- Playing out a zero-sum game
The UNSC meeting on Kashmir is governed under by the United Nations Security Council (UNSC) provisional rules (United Nations Charter Article 30) which allow the members and president of the UNSC to formulate its own rules while adjudicating any matter presented to it, through its permanent member or introduced by its President (refer to Rule 1-4, Chapter I: Meeting). Unlike the UN charter, the UNSC the potent body is governed by its own rules and managed through “razor-sharp” diplomacy. This is the weakest point in the entire process for Pakistan and allows immense gaps for Indian diplomats to play around with the help of the other four permanent (France, Russia, US and UK) and ten non-permanent members which include Germany, South Africa, Belgium, Poland, Côte d’Ivoire, Peru, Dominican Republic, Kuwait, Equatorial Guinea, and Indonesia. It is all zero-sum game theory (a micro-economics theory often used to explain diplomatic manoeuvring) which needs to determine what are the possible likely outcomes on the said meeting and if there is any unfavourable outcome likely on the resolution. Initially the permanent members (which includes China, which has stood by Pakistan so far) along with the President will meet up and determine if they need to discuss it further with the 10 non-permanent members or not? Without much deliberation France, Russia, and perhaps the USA will not go against India. If Russia or France do not veto the whole process it is likely to get down to some deliberation with the rest of the members. What are most likely scenarios (these are hypothetical in nature and others possibilities equally exist)?:-
1) Some of the permanent members (excluding China) do not want this to be deliberated any further and the resolution is not tabled.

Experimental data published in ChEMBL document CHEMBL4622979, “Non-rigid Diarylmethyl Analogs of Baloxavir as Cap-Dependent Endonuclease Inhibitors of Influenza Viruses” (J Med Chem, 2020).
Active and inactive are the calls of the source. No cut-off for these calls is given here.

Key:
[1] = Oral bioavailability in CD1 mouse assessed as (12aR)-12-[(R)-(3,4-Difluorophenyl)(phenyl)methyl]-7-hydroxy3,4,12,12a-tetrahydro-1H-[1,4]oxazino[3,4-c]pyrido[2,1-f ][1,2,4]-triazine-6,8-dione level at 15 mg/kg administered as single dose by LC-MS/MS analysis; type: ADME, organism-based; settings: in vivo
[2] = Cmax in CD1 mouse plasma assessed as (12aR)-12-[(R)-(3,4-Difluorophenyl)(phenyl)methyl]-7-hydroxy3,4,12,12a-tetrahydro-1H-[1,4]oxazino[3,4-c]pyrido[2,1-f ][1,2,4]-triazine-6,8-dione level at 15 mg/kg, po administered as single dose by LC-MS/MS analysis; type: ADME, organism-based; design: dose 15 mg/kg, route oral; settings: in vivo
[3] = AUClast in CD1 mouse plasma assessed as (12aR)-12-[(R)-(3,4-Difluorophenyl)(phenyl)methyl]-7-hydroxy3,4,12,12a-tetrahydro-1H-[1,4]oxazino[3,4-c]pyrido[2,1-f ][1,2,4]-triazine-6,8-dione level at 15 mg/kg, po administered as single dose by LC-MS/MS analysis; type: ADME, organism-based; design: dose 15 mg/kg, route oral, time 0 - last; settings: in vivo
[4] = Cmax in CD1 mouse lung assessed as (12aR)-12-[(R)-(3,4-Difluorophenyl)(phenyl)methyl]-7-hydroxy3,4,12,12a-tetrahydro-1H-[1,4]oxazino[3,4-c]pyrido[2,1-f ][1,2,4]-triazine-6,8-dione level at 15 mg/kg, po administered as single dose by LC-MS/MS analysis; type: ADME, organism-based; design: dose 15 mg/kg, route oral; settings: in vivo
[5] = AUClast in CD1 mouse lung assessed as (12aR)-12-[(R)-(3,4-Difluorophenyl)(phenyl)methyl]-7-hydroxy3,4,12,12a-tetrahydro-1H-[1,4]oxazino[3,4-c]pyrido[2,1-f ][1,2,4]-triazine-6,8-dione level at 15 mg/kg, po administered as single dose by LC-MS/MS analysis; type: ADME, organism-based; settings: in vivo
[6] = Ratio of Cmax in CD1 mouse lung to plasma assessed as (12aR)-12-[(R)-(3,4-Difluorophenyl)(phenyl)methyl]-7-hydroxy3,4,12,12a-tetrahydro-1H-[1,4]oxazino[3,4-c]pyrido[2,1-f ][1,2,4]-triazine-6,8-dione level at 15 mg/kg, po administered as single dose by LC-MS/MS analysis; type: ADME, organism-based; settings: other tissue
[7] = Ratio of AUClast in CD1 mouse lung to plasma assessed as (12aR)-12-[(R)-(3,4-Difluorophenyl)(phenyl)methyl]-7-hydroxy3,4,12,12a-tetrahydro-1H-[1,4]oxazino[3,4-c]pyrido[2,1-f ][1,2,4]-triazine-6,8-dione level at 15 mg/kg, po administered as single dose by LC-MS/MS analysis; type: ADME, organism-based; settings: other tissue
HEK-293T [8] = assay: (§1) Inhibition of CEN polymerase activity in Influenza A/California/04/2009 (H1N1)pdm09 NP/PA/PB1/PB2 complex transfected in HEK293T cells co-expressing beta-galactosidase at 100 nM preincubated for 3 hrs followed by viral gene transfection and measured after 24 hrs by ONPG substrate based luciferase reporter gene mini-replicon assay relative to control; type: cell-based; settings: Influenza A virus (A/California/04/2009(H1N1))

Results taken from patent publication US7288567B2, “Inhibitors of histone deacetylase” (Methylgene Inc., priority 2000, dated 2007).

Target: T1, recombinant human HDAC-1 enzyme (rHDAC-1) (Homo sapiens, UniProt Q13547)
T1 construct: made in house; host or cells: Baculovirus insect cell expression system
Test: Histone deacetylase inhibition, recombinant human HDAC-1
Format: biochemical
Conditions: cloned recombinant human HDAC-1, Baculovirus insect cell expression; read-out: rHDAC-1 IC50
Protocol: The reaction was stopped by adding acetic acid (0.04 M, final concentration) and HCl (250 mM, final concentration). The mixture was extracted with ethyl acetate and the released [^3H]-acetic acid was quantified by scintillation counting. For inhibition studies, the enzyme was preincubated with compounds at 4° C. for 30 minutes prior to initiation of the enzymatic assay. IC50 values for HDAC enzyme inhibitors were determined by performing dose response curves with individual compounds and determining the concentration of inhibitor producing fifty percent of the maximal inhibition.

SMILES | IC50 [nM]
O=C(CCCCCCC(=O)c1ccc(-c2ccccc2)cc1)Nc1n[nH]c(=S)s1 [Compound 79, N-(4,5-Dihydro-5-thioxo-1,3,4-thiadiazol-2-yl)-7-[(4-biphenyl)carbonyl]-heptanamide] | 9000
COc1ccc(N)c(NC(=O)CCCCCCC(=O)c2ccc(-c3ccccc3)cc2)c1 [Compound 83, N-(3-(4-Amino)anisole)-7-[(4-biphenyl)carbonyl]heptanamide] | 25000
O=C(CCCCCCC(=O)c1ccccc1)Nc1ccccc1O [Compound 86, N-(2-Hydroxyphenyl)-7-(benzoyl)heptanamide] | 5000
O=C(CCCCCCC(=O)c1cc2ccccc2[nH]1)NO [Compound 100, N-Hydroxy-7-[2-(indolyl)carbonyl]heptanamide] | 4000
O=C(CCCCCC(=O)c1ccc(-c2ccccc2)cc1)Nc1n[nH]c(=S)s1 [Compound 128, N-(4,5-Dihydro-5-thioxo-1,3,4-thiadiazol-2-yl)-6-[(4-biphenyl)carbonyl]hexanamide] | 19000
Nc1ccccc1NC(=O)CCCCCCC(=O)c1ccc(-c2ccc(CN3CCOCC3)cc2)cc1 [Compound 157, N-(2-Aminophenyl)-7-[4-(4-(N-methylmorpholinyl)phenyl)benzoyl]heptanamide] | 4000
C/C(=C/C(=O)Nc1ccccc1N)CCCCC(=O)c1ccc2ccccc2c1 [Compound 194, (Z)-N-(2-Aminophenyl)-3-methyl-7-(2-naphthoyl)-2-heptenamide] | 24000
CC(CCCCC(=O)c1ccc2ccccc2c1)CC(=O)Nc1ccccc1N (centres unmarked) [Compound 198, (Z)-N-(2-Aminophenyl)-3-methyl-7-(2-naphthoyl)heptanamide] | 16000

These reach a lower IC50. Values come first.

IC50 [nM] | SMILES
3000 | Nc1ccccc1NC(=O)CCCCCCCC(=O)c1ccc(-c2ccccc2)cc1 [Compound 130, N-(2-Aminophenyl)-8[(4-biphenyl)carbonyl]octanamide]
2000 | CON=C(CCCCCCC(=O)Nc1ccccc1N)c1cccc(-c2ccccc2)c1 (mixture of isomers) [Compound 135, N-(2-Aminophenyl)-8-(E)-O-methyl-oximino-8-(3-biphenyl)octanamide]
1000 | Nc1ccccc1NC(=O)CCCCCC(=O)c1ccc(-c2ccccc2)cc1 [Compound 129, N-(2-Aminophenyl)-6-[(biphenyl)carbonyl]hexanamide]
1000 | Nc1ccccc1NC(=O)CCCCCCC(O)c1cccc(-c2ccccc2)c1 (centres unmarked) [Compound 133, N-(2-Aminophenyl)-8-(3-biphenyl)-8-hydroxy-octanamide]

2) Permanent members (five in total) want India and Pakistan to deescalate the situation and bilaterally sit down to discuss and sort out the problems amongst themselves.
3) The UNSC decides to discuss the issue at length with the other non-permanent 10 members as discussed above; however the members request India to relax curfew restrictions and deescalate the tensions with Pakistan.
4) A permanent member, like the USA, offers mediation.
Pakistan needs to be thinking out of the box (the UN option is not the end either) it needs to come up with other options, and also go beyond the fact of how it can involve the USA or some of the other countries into “permanently” fixing the Kashmir issue
All of the above except option 4 is short of fixing the problem. The above does not allow any solution on how to implement the UN resolutions on Kashmir or for that matter even the abrogated Article 370 of the Indian Constitution. Pakistan needs to be thinking out of the box (the UN option is not the end either) it needs to come up with other options, and also go beyond the fact of how it can involve the USA or some of the other countries into “permanently” fixing the Kashmir issue. One of the key areas which Pakistan and Kashmiris must focus is on building a pressure within the legal spectrum of India. If the Indian parliament is subjugated to anyone, it is the Indian Supreme Court. So other states like Nagaland, Punjab and the rest should come out to legally secure their rights. It may be hard to believe but Indian Supreme Court and the public opinion of the other States with special status (article 371 onwards of the Indian constitution) is the least looked-into option right now. The Modi Government is least interested in the UN, which according to the possibility, Indian diplomats are busy to cover. Pakistan will look isolated if it loses the round in the UNSC.